The relationship of causal beliefs and contact with users of mental health services to attitudes to the 'mentally ill'

Int J Soc Psychiatry. Autumn 1999;45(3):216-29. doi: 10.1177/002076409904500309.

Abstract

Programmes to destigmatise 'mental illness' have traditionally been based on the 'mental illness is an illness like any other' metaphor and have been largely unsuccessful. By measuring attitudes towards, and etiology beliefs about, 'mental illness' before and after a series of four undergraduate lectures presenting the psychosocial causes of, and solutions to, severe mental health problems, this study (a) replicated previous studies demonstrating a relationship between biogenetic causal beliefs and negative attitudes towards 'mental patients'; (b) found that following the lectures attitudes improved, particularly around the key variables of dangerousness and unpredictability; and (c) demonstrated that amount of contact with people who had received psychiatric treatment was an even stronger predictor of positive attitudes than acceptance of a psychosocial perspective.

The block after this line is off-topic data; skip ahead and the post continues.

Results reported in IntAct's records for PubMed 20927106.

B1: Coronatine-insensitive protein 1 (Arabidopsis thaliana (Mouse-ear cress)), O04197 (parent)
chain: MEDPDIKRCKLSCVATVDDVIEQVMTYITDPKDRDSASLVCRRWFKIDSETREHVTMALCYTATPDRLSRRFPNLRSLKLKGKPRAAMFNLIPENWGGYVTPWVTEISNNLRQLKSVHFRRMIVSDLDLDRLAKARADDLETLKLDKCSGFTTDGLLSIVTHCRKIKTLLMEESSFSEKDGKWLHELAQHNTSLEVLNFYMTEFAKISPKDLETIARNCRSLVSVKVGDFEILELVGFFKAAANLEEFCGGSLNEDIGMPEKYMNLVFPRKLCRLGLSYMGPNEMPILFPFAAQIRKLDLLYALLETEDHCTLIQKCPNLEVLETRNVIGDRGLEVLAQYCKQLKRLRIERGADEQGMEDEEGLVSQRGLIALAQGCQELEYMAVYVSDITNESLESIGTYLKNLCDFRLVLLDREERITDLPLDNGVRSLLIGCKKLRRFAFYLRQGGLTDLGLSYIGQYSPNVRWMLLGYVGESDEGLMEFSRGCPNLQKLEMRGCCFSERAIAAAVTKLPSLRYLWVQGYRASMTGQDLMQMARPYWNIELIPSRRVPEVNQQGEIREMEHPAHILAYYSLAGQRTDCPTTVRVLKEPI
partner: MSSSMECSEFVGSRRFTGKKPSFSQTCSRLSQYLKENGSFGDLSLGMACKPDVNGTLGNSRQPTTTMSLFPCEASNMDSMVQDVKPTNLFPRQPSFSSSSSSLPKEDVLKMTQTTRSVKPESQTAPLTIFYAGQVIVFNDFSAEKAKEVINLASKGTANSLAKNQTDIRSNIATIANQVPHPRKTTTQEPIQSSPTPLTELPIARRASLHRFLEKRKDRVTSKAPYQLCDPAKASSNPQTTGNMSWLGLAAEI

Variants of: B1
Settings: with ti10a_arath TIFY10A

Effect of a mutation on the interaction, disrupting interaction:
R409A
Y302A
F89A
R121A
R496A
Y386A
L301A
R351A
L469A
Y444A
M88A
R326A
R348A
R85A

MeSH terms

  • Adolescent
  • Adult
  • Attitude to Health*
  • Female
  • Humans
  • Male
  • Mental Disorders / diagnosis
  • Mental Disorders / etiology*
  • Mental Disorders / therapy*
  • Mental Health Services / statistics & numerical data*
  • Middle Aged
  • New Zealand
  • Severity of Illness Index
  • Surveys and Questionnaires